Tag Archives: Community Board 4

Families at Pan American homeless shelter reportedly bused to movies during third protest


By Queens Courier Staff | editorial@queenscourier.com

THE COURIER/Photo by Angy Altamirano

Residents of the controversial Pan American Hotel homeless shelter were kept away from protestors during another rally against the opening of the site, according to a published report.

About 550 residents gathered Tuesday to hold another protest in front of the hotel located on Queens Boulevard and prior to the rally, the Department of Homeless Services arranged to have 230 children and adults from the shelter bused to the movies, DNAinfo reported.

The residents were taken to see “How to Train Your Dragon 2” paid for by the agency at a theater in Jamaica in order to remove the children from any hatred that “potentially could be exhibited” during the July 22 rally, according to DNAinfo.

Last night’s rally is the third held by residents opposing the shelter which currently houses more than 180 families. The community has said that the hotel was turned into the shelter, by nonprofit Samaritan Village, without residents and elected officials being given prior notice.

The last protest, which coincided with Community Board 4’s meeting with the DHS and residents, was filled with hundreds of protestors shouting criticisms back and forth with shelter residents.

Two weeks ago, just a neighborhood away, DHS approved the conversion of the 121-room Westway Motor Inn in East Elmhurst into a permanent homeless shelter as well.

Community members and elected officials in that area also say they were not told or asked about the decision.

The hotel previously was used as an emergency overnight site for homeless families, but two years ago the DHS has said it would not turn the motel into a permanent homeless shelter.

An emergency town hall meeting and public protest against the East Elmhurst homeless shelter is scheduled for Wednesday at 6:30 p.m. at the Museum of the Moving Image in Astoria.

 

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Community boards OK rezoning for East Elmhurst, Corona


| aaltamirano@queenscourier.com

locator_map

Proposed rezoning of parts of East Elmhurst and Corona seems to be on track, with approvals from both Community Boards (CB) 3 and 4.

The Department of City Planning received the go-ahead from the boards — a first step since Commissioner Amanda Burden’s June 3 announcement of the beginning of the official public review process of a 127-block rezoning of East Elmhurst and 14 block fronts along Roosevelt Avenue in Corona.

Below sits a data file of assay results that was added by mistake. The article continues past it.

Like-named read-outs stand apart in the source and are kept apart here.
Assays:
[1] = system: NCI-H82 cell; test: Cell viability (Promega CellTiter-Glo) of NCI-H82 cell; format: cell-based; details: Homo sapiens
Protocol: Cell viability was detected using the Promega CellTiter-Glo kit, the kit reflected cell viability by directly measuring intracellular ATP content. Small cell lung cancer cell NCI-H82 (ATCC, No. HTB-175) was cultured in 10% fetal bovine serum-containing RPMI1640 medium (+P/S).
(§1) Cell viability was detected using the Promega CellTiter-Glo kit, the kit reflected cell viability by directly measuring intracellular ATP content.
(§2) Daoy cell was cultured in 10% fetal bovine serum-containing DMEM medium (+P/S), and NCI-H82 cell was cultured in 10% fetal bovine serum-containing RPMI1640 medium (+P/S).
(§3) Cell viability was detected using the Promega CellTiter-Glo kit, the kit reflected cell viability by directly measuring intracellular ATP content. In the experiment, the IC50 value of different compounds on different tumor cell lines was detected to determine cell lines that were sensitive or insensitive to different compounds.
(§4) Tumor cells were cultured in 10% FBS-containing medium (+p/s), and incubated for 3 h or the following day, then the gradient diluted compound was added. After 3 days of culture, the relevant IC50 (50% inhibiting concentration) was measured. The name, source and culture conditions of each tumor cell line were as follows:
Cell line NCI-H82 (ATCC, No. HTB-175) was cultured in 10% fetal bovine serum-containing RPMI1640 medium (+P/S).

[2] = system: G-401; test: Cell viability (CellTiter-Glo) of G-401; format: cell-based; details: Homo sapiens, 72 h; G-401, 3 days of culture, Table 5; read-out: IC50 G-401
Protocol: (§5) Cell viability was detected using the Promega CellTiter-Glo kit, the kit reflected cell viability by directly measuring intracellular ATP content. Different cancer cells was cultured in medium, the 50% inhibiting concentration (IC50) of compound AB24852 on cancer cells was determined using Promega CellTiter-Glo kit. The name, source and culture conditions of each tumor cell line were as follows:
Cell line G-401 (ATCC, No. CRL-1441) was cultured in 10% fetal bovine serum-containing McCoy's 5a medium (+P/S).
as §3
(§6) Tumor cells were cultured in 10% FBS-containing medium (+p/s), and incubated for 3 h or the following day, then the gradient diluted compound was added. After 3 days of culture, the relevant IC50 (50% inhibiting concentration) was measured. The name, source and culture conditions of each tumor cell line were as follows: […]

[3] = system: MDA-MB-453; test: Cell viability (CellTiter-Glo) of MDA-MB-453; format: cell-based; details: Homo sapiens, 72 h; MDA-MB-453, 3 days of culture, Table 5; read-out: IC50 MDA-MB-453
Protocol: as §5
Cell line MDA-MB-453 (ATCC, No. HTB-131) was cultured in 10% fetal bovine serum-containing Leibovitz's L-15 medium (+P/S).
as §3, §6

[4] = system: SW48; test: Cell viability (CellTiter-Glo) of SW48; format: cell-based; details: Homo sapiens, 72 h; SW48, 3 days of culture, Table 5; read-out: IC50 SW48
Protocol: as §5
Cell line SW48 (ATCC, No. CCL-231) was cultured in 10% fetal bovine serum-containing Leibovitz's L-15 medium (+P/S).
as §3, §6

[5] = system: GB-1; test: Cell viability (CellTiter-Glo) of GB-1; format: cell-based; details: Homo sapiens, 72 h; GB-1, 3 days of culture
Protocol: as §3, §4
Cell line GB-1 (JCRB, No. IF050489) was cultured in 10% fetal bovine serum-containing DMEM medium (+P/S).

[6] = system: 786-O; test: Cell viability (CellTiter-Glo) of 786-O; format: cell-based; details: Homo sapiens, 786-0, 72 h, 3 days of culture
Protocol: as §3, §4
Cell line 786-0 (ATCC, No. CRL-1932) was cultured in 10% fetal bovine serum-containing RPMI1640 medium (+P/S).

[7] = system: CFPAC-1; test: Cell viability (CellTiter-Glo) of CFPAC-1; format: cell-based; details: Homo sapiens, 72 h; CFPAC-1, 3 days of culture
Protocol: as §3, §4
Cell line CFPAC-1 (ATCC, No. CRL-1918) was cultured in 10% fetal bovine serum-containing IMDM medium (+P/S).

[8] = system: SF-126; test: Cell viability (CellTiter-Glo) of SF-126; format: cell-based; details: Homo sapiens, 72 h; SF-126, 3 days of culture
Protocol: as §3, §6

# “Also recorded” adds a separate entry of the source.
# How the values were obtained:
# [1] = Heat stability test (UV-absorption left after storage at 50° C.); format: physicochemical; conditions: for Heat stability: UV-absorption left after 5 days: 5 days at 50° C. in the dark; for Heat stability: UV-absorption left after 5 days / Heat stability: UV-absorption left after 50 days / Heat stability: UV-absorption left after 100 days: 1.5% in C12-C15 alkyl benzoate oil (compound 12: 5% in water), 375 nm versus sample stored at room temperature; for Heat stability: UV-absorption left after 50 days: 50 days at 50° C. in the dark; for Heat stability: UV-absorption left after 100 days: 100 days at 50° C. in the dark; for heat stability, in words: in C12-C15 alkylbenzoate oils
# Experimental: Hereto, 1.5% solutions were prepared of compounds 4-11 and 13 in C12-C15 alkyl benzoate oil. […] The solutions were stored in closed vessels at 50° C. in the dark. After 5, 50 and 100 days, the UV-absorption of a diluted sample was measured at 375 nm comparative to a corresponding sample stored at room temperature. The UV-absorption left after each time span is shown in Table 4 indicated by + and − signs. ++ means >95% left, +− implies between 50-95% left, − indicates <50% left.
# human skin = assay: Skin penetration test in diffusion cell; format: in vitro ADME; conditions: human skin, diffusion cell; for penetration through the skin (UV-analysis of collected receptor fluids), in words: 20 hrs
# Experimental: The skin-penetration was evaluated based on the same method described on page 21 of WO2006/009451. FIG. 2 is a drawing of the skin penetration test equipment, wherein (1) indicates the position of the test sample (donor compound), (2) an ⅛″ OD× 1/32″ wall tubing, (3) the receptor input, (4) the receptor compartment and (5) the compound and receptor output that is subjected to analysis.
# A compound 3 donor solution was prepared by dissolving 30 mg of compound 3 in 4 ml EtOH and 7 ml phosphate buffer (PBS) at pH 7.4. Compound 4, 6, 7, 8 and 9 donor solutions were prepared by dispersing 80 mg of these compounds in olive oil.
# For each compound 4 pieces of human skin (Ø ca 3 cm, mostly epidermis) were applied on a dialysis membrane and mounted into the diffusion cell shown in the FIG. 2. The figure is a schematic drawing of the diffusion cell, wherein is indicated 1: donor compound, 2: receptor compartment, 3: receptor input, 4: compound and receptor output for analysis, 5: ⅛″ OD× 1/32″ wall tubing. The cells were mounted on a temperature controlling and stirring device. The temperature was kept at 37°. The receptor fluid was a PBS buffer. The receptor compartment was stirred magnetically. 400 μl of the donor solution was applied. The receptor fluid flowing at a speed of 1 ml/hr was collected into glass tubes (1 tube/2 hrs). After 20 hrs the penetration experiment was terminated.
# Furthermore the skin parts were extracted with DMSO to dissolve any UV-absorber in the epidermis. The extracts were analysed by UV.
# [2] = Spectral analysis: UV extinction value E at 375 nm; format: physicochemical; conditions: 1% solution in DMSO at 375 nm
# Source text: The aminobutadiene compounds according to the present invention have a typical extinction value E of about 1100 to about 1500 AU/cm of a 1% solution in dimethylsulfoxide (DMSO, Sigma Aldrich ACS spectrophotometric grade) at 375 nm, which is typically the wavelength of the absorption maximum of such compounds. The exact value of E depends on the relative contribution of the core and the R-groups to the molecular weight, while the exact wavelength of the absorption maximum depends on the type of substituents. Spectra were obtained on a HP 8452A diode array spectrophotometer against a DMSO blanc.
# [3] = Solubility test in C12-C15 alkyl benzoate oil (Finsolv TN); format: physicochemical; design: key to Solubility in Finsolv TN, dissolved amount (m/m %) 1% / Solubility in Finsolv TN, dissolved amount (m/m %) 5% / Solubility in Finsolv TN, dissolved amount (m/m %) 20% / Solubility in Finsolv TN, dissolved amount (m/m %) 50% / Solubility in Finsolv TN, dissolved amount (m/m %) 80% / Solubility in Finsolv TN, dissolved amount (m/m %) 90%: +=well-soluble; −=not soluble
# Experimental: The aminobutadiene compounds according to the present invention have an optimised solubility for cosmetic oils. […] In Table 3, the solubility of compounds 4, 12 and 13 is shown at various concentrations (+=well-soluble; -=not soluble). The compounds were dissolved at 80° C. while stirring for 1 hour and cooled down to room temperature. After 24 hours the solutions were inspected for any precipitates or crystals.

The objective of the rezoning is to protect the current character of East Elmhurst’s residential blocks, which are made up of one- and two-family detached, semi-detached and attached homes.

“This rezoning, which was developed in close consultation with the community and local elected officials, will protect the cherished one- and two-family composition of this neighborhood,” said Burden.

The proposal also looks to update commercial overlays in order to reinforce the main commercial corridors, better reflect current land use trends and constrain commercial incursions onto residential streets. The rezoning will aim to strengthen the character of Astoria Boulevard and help it stand out from residential streets.

The 14 block fronts along Roosevelt Avenue that are included in the rezoning proposal will also help increase development in the area. For example it will allow the 82nd Street Partnership’s Jackson Heights-Corona Business Improvement District to provide services for the merchants and community on the busy strip.

“Though currently zoned for residential use, we’re seeing increased commercial activity along the stretch of Roosevelt Avenue from Elmhurst Avenue to 114th Street,” said Seth Taylor, executive director of the 82nd Street Partnership.

“The rezoning pairs nicely with the proposed Jackson Heights- Corona BID, which would promote local economic growth and be a positive force for the entire commercial corridor.”